Learn how to easily make Italian bread

If you’ve ever been curious about making fresh Italian bread, you’re not alone.  Here’s a recipe you can use just like I did, and it comes out awesome each and every time. 

Doesn’t every Italian say their recipe is the best?

Well, when your husband asks his 84 year old Sicilian mother who makes a better bread and she looks at him and says her daughter-in-law, you know it’s gotta be pretty dang good!

This recipe produces about 3 loaves.   I would totally recommend making the full batch and you can freeze what you won’t need (or give away, you’ll make friends I promise!).  

This Italian recipe is a standard Italian artisan bread that is full of flavor and freshness with a beautiful semi-hard but not crunchy crust. Just wait till you dip it in some Italian sauce, or make a meat-ah-ball-ah sand-ah-weech, or even just dip it in some fresh Italian olive oil…. mmmmm… so good. 

Like most breads, it takes a few hours to make due to the rising time, and word to the wise… make sure you have humidity in the house or at least where it’s rising!   My dough would not rise as it’s super dry in our house due to the winter season and once I turned up the heat in the house and added moisture with a damp cloth did it finally expand and double in size.   

This recipe is not intimidating, if I can do it, so can you!

Don’t let me fool you however, as if I’m some sort of Italian bread making wiz.  So far from it.  As of today, I only know of one recipe for Italian bread, this one.

I’ll tackle a ciabatta bread in later weeks and will post it if it comes out.  By the way, if you’re not following me yet on Facebook, you should – I post more updates there more frequently. 

But this recipe, oh this recipe… I’m in love. 

If I can do it with amazing results that taste just as good as what I get at a bakery, then I know you can too.   I am 100% confident in posting this recipe for you.   You must try it!

If it helps, I’ll tell you how I truly got motivated to bake bread, ’cause I didn’t see it coming myself, and it wasn’t due to a purely sincere desire for bread making.  

Motivated to make Italian bread with a true Italian spirit…!

To boil it down, my desire for making this bread was because I was tired of eating my husband’s attempts of a good and healthy homemade bread.   He’s been making bread for a few years now, but his artistic nature gets the best of him.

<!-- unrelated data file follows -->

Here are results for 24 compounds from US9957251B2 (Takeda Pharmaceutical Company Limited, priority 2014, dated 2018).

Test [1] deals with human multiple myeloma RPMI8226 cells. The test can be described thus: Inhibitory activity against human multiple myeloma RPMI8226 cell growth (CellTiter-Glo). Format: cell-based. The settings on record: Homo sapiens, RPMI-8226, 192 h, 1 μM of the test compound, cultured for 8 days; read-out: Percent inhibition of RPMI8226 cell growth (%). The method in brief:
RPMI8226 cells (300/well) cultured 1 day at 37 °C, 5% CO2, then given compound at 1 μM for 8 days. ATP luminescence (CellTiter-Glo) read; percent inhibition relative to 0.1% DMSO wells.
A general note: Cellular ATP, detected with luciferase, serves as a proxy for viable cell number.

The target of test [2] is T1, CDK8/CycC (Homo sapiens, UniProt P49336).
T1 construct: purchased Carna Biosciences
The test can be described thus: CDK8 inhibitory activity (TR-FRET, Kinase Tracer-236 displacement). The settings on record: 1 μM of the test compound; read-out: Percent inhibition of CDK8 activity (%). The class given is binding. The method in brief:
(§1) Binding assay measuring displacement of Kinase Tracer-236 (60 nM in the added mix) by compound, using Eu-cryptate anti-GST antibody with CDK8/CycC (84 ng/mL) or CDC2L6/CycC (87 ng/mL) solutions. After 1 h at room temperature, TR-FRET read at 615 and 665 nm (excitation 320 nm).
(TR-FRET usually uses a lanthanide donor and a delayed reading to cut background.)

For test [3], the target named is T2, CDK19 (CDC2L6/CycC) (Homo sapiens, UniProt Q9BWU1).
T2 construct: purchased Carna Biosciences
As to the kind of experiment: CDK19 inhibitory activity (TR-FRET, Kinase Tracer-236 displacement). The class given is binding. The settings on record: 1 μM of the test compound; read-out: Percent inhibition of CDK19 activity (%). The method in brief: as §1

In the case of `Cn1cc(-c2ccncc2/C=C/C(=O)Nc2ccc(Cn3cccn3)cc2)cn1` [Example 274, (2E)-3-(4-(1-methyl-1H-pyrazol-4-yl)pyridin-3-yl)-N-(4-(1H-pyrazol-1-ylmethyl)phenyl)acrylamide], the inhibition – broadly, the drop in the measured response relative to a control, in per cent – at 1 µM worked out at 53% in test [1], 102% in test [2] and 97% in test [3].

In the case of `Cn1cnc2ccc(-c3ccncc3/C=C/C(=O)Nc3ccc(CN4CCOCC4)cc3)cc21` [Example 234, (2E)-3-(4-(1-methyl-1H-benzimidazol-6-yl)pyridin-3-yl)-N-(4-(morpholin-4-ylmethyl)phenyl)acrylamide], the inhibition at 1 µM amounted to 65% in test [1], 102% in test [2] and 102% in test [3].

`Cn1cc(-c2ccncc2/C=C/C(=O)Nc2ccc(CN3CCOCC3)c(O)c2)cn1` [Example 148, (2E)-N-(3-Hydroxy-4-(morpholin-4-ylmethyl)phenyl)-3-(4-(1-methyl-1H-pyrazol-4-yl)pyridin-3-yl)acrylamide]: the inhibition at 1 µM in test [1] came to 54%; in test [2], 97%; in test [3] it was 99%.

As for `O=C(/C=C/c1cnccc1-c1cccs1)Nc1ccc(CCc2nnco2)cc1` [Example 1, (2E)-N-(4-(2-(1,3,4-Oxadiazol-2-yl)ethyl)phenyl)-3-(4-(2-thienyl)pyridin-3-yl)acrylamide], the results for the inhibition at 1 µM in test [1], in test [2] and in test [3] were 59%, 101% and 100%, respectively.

In other words, sometimes it comes out awesome and other times not so well. 

Anyhow, my husband loves bread.  But in his attempt to be healthier he experiments.  And experiments.  And experiments.  And just when he makes the perfect bread, I ask, “Did you write down the ingredients and measurements?”  he says, no he just threw it together.   

They are like one hit wonders. Here today and literally gone tomorrow never to be seen or tasted again.

So, three weeks ago, after eating another disaster (in my opinion), I decided I had enough of his super healthy breads that are so dense that I refuse to eat them anymore.  I fought back.  

I decided to make my own bread and show him how it’s really done. 

To Find Italian Recipes, Go Where the Italian Are

I went to the one place I could trust for a true Italian recipe.  LaCucinaItaliana.  It’s an online magazine (print version is in Italian) where you can transcribe the web page from Italian to homemade italian bread loavesEnglish.  I did a search on their site for pane (bread) and they had a video.  No audio, but thankfully subtitles.  Sorry, I don’t have a direct link for the video as it isn’t a single page or linkable video.

I translated the subtitles into English, and the quantities too.  Had to make a few adjustments to the recipe, but did my best to keep it as close as possible.  For example, for the yeast it called for Brewers Yeast which is different than Active Dry yeast.  Most people I know use active dry yeast. 

Okay, truth, I’ve heard of Brewers Yeast, had no clue there was a difference.  That’s how little I “bake”.  Anyway, I looked online and learned different quantities are required.  It’s not a 1:1.

So I had to research it and do a best guess basically.